Nottingham is located in the Midlands in central England, which means it is convenient from most corners of the country. The quickest way of travelling to the city is likely to be by train, with direct trains from London St Pancras taking around one hour and a half to reach Nottingham station. From Manchester Piccadilly, trains take around 1 hour 45 minutes, from Leeds it takes just under two hours, while journeys from Edinburgh come in around 4 hours, including a change in Newark North Gate. If you are travelling from Belfast or destinations which are in the far north or south of the UK, it might be quicker to fly to East Midlands Airport, from Glasgow, Belfast, Jersey or Guernsey, with all of these flight times being no more than an hour and a quarter. The airport is only 13 miles away from the city, which is a half an hour drive, or you can catch the 'Skylink' right into the centre.
There are countless properties available with parking facilities, so for those who are driving to Nottingham from the south, take the M1 northbound until you get to junction 24 when you should take the A50 exit. From the north, take the M1 southbound and take the A610 exit.
Alternatively, you can visit Nottingham for a day trip from various locations across the country. If you are already holidaying in the Midlands, or you have a holiday rental in Derbyshire then why not make the most of these convenient locations and visit the city in less than an hour.
When it comes to choosing accommodation in a city, there is no better place to begin than right in the heart of the city centre. Rent a holiday apartment in Nottingham centre, and wake up in a room with a view of the striking Nottingham castle, which has stood on the hill above the city since 1068, with William the Conqueror being the brains behind the construction. The history of this age-old city centre does not stop here, however, as history buffs will love to visit the National Justice Museum, which is a former Victorian courtroom and prison, along with the Nottingham Cathedral, which is decorated in a richly beautiful gothic style.
Named after Nottinghams famous lace industry, the Hockley and Lace Market district is the most fashionable place to choose a studio, loft or holiday apartment in Nottingham. Hockley's picturesque cobbled streets are bursting with indie bars, restaurants and vintage stores, making it the hippest and upcoming area of the city. Apartments in this neighbourhood are likely to be in an iconic red-brick warehouse, with exposed bricks and 18th-century windows, for the ultimate shabby chic stay.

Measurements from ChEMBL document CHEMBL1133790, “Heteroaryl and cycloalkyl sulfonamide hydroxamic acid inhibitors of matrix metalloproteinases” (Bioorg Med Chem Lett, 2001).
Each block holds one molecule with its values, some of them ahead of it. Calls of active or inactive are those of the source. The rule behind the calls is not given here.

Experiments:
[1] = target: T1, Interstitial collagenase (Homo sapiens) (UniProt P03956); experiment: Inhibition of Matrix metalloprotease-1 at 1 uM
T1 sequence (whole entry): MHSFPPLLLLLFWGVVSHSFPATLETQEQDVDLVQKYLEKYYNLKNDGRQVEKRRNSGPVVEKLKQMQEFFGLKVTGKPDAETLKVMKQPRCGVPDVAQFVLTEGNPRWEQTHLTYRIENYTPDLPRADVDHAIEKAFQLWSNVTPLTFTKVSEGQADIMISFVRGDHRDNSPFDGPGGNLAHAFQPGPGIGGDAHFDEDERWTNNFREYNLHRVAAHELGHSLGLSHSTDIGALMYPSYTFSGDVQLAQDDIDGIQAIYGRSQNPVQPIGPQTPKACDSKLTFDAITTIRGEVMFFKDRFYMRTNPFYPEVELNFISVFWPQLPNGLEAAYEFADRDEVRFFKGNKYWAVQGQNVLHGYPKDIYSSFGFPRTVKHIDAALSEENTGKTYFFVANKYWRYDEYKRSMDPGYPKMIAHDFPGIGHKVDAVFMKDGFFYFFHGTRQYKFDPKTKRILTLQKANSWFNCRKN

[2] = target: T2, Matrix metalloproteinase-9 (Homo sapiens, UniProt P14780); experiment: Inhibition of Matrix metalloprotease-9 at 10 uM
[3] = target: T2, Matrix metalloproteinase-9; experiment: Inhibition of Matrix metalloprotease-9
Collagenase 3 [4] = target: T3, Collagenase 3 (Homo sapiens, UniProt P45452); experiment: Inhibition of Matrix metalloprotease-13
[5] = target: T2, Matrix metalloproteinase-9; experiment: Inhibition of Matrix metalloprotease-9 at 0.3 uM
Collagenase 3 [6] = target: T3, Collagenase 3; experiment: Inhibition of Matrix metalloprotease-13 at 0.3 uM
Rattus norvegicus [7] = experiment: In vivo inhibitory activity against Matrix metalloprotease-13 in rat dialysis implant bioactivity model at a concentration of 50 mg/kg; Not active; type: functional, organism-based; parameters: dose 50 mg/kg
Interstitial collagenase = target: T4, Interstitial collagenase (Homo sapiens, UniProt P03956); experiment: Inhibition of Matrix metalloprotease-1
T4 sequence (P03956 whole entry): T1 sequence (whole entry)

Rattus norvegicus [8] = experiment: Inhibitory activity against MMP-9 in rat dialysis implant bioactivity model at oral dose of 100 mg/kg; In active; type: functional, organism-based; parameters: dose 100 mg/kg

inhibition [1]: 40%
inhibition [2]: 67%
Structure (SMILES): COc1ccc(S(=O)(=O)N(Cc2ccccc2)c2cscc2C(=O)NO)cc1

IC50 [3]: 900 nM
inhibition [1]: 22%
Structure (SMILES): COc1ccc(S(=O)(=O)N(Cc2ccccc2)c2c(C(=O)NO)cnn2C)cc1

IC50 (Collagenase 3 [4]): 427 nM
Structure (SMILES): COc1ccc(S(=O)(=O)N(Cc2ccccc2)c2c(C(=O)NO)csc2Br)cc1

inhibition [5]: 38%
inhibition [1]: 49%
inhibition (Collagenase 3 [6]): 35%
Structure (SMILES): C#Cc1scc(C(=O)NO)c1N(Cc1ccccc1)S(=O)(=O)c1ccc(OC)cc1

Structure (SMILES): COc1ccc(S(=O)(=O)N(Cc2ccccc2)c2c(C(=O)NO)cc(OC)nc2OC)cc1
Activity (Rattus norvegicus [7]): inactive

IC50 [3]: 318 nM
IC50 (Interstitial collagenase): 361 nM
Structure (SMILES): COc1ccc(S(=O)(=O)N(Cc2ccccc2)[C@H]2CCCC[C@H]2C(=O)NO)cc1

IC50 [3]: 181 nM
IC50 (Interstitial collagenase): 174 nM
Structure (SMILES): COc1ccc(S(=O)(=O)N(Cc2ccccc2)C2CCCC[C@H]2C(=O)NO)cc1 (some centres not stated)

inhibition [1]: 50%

As an area which is particularly popular with students, Lenton is the ideal place to choose a cost-effective bed and breakfast, which is perfect for your city break budget. Stay in Lenton to immerse yourself in the youthful buzz which bounces around these townhouses, then hit the streets when night falls over Nottingham, and give these student bars a test run. Lenton's large student population means this area is full of amenities, offering everything you could need when staying in a holiday rental. It is also the ideal place to stay if you are visiting Nottingham University for an open day, or are visiting a friend who already studies in the city, as a property in Lenton will undoubtedly offer the true Nottingham student experience.
The residential neighbourhood of Beeston is the perfect place to choose a property if you are searching for a cosy home away from home in Nottingham. Beeston has a laid-back suburban feel, though it is still only a 10-minute hop on the train or tram to the city centre. It is easy to see why this area is so popular for families who choose to settle near the city, as holiday homes are only a short walk from the quaint Beeston Marina, where you can wonder before a hearty dinner in a traditional English pub.